The entire Illinois divorce process builds up to the final entry of a written Judgment of Dissolution of Marriage which incorporates other written agreements such as the Marital Settlement Agreement and the Allocation of Parenting Time and Parental Responsibilities.
These life-changing divorce agreements are all supposed to be in writing. “Any agreement pursuant to this Section must be in writing, except for good cause shown with the approval of the court” 750 ILCS 5/502(a)
Despite the statute’s clear wording, oral agreements (where nothing is put into writing and signed by both parties) are held as valid in Illinois divorce courts all the time.
In my experience, there is no phrase with more haunting foreshadowing than “Judge, we have an agreement and we’ll send it to your office for signature and entry later today.”
Enforceable oral agreements usually happen in open court on the record. Otherwise, how do you prove an oral agreement existed…because wouldn’t the agreement be in writing if it was agreed to elsewhere?
Oral Contracts Are Valid In An Illinois Divorce Court
Contracts are everywhere and all contracts are governed by the same principles whether the contracts are written or oral.
“A settlement agreement is in the nature of a contract, and construction and enforcement of such agreements are governed by principles of contract law” Solar v. Wienberg, 274 Ill. App. 3d 726, 731 (Ill. App. Ct. 1995)
If an oral contract has the proper elements, the oral contract is valid and enforceable.
“Settlements based on oral agreements may be enforced as long as there is clearly an offer and an acceptance and a meeting of the minds as to the terms of the agreement.” Johnson v. Hermanson, 221 Ill. App. 3d 582, 584 (Ill. App. Ct. 1991)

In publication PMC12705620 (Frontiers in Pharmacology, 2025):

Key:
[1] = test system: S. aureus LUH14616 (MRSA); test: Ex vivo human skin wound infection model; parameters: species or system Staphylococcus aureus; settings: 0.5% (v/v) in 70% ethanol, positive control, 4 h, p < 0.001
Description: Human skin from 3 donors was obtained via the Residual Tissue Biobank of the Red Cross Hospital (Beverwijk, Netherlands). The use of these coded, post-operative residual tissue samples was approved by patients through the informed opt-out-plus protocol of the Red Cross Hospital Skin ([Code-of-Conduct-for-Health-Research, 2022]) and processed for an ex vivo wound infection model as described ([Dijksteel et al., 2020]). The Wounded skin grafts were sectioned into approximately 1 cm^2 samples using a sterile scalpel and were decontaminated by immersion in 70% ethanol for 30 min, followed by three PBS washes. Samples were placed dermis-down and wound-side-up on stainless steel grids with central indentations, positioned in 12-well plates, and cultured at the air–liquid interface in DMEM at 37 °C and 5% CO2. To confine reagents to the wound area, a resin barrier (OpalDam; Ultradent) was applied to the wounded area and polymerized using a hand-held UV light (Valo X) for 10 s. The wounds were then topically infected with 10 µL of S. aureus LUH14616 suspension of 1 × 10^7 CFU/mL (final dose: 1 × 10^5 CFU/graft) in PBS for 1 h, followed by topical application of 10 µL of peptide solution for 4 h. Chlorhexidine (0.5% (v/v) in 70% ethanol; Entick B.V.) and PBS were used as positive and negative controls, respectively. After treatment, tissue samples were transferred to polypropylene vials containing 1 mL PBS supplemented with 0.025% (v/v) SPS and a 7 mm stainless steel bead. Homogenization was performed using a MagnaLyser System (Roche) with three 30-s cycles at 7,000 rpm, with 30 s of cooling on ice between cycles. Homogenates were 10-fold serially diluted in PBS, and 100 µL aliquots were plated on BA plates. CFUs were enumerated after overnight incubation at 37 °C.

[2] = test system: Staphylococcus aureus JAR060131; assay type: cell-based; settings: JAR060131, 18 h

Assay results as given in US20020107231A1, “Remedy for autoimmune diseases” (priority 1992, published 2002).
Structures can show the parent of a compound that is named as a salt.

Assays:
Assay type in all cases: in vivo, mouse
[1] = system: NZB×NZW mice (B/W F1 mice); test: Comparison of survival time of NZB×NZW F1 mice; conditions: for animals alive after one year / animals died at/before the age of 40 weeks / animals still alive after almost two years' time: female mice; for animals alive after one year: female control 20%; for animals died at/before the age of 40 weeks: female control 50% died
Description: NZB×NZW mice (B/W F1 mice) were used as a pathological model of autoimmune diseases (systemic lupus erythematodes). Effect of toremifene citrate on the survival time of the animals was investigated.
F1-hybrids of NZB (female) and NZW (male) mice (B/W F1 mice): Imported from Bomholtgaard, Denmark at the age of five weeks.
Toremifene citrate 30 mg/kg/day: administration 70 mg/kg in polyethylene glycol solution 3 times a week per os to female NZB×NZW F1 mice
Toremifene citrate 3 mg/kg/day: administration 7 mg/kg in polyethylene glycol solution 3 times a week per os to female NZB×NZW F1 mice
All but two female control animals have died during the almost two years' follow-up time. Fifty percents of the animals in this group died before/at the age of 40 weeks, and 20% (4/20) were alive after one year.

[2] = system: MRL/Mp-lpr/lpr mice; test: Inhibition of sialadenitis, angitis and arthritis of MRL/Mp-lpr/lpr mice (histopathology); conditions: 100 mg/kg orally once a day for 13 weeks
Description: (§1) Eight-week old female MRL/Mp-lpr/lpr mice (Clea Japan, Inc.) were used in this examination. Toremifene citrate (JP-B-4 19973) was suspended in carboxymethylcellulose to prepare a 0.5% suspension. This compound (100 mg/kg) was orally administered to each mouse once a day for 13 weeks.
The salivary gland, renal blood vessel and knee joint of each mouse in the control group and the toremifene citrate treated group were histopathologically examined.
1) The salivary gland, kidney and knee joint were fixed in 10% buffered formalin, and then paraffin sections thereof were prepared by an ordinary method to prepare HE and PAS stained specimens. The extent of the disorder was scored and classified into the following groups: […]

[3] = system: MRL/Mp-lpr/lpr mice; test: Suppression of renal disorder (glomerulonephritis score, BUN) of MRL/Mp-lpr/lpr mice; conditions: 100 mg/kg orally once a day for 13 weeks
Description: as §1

Oral contracts might seem uncertain because they are not written but if a reasonable third party thinks you have a contract (even if the agreement is unwritten)…you have a contract.
“As a general rule, an enforceable contract must include a meeting of the minds or mutual assent as to the terms of the contract. In order for a contract to come into being there must be mutual assent between all of the parties. Generally, it is the objective manifestation of intent that controls whether a contract has been formed. The subjective understanding of the parties is not required in order for there to be a meeting of the minds.” Urban Sites of Chicago, LLC v. Crown Castle USA, 2012 IL App (1st) 111880
It does not matter how casual the oral agreement seems. Illinois appellate courts have upheld oral settlement agreements when the parties negotiated “over a lunch break” (In re Marriage of Gibson-Terry, 325 Ill. App. 3d at 326), for two hours (In re Marriage of Steadman, 283 Ill. App. 3d 703, 710 (1996)), or simply on the morning trial was set (In re Marriage of Haller, 2012 IL App (5th) 110478, ¶¶ 4, 35-36).
Even the flimsiest oral settlement can become valid if a party relied on the oral settlement and then proactively did something in furtherance of that agreement. Agreements get locked in by the concept of “equitable estoppel.”
“Equitable estoppel exists where a party, by his or her own statements or conduct, induces a second party to rely, to his or her detriment, on the statements or conduct of the first party.” In re Marriage of Jungkans, 364 Ill. App. 3d 582, 584 (Ill. App. Ct. 2006)
Furthermore, once an agreement is deemed to be agreed, that agreement cannot be appealed later.